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Tuesday, November 24, 2009

Fascinating Article on a Wedding Culture (Thankfully) Not Our Own

Well if this isn't super interesting, I'm not sure what it is. Thank you to Ezzie for pointing out this interest article on Korean wedding traditions.


Margaret said...

*sigh* This article is kind of misleading. I'm having a traditional Cantonese wedding in a few months, which is nearly identical to a Korean one. I'm an outsider to the culture (if you haven't figured out by now, I'm one of your [only?] non-Jewish readers), but I've learned a lot since marrying into it. Please, take this piece with a grain of salt, and remember a few things.

1. Asian families are large, and maintaining family connections is prized. My in-laws have five siblings, each, and they all have children and grandchildren of their own. It would be considered incredibly insulting to not invite them, plus more distant relatives. My MIL was appalled that our American wedding had all of 12 guests and that I didn't invite my cousins. Family members alone (all from his side) will easily number 300 at our Chinese wedding.

2. All cultures have a tradition of setting up young couples for housekeeping. Western wedding guests give food processors; Asian ones give cash, which is then used to set up a household. In general, Asians give cash gifts over items. Instead of sending flowers to the bereaved, cash envelopes are sent. Instead of new-baby gifts, envelopes are given. Gift-giving is a normal part of every culture; this is how it is done there. There are a lot of reasons for this that have to do with saving face and honor. If you are given a tangible gift, it is considered rude to open it in front of the giver, lest you inadvertently embarrass them.

3. Bribery is an unfortunate reality, independent of wedding traditions. My husband's family is from Malaysia's Chinese community. Bribery is a well-established part of the culture. He paid a bribe before the instructor would pass him for his driving test; so did all his peers. My FIL bribes police officers to get out of speeding tickets, and police officers stop people for speeding in order to get bribes. Bribery and corruption are simply an avenue for a well-ingrained cultural practice. Huge Lunar New Year parties are another way people try to curry favor.

4. Yes, these weddings are about honor and status, but so are lots of things. There's a reason why my in-laws feel that, despite a legally binding wedding ceremony in the states, they need to not only fly us to Malaysia, but throw another wedding that we didn't ask for there to properly show me off and welcome me into the family.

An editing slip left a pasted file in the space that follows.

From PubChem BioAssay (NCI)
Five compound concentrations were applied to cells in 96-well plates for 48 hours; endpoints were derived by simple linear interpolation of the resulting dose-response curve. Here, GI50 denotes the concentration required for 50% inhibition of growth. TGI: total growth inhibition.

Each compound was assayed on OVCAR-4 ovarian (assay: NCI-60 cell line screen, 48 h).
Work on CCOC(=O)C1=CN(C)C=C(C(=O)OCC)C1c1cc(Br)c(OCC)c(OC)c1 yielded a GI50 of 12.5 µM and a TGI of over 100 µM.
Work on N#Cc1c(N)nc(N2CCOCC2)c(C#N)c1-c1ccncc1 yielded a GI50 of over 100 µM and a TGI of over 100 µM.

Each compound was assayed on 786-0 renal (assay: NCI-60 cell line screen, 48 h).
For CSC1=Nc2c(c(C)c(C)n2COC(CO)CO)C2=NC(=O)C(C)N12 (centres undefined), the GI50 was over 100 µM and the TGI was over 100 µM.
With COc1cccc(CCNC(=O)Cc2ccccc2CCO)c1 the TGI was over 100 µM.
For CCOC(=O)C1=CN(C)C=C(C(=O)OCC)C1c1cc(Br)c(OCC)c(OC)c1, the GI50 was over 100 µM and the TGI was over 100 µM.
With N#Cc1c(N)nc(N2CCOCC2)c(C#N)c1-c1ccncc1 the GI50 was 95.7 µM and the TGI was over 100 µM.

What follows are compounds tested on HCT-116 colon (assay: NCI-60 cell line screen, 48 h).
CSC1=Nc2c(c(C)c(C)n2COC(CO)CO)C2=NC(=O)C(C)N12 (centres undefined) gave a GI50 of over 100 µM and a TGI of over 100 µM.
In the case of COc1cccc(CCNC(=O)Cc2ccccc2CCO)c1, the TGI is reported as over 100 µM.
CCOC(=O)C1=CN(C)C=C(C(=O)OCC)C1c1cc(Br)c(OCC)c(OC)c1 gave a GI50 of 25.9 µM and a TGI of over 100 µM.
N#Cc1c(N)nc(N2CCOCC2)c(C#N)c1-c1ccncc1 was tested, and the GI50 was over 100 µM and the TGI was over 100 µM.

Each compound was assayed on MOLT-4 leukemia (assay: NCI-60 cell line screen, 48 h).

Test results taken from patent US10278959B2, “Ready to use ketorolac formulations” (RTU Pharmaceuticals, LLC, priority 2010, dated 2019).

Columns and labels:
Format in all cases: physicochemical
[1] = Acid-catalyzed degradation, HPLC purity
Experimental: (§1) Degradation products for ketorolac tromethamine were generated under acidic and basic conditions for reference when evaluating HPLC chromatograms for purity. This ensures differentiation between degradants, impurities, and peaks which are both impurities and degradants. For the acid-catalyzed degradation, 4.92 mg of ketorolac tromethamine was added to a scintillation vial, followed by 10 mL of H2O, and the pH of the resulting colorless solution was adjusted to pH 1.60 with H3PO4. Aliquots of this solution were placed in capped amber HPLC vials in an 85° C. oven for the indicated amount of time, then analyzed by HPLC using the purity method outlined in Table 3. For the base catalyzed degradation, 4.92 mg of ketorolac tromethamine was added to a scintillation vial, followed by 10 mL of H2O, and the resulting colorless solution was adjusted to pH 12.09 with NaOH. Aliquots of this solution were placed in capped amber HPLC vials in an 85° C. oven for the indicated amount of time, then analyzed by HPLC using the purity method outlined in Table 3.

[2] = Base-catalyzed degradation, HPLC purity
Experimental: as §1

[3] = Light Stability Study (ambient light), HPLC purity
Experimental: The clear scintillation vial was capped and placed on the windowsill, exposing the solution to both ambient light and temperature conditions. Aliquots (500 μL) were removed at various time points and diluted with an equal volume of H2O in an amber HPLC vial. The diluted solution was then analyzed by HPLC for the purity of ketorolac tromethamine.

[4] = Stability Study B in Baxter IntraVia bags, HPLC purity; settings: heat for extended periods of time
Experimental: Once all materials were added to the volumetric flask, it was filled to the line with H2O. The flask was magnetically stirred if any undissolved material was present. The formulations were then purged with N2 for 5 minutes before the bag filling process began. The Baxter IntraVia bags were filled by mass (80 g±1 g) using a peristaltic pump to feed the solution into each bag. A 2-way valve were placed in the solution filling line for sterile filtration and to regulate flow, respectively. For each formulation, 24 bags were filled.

5. Unlike in Western weddings, at Asian ones, the guests directly subsidize the wedding. My FIL put down a deposit on a banquet room in a restaurant, and he is expected to pay in full AFTER the wedding. He takes first cut of the red envelope money, pays for the wedding, and hands over anything left to us. That's fairly standard for middle-class families. I would hazard that, in terms of the total value of gifts, the young couple leaves the ceremony with less than your average middle class western couple. Note that, in this scenario, the wedding expenses are far less burdensome.

Anonymous said...

Margaret, I think you've hit on a very intelligent point. Different cultures have different ways of doing similar things.
Here in Israel, cash is also common as gifts - even expected! At very Israeli weddings, you are expected to basically pay for your meal. So the more expensive the venue, the larger the gift is meant to be. If both of you attend, that's double the gift.
Coming as an American olah who would otherwise give a pretty vase or serving dish (often for much less, especially if I don't know the couple well), it seems pretty extravagant. But when you think about the fact that the family is depending on your check so that they can sign it over to the hall afterwards...we do it anyway, or don't attend if we can't afford it.
I don't think my parents would have ever thought about throwing a wedding for us thinking that they'd have to use our wedding gifts to pay for it. But then, Israeli parents often buy their children an apartment or give a large down payment instead. And they don't usually pay for college at all, which many American parents do. So, its all relative and there is always a big picture.

Anonymous said...

I don't see the Korean tradition much different than our own. Big weddings are about status and not offending anyone, and expecting an envelope is no different than expecting a present.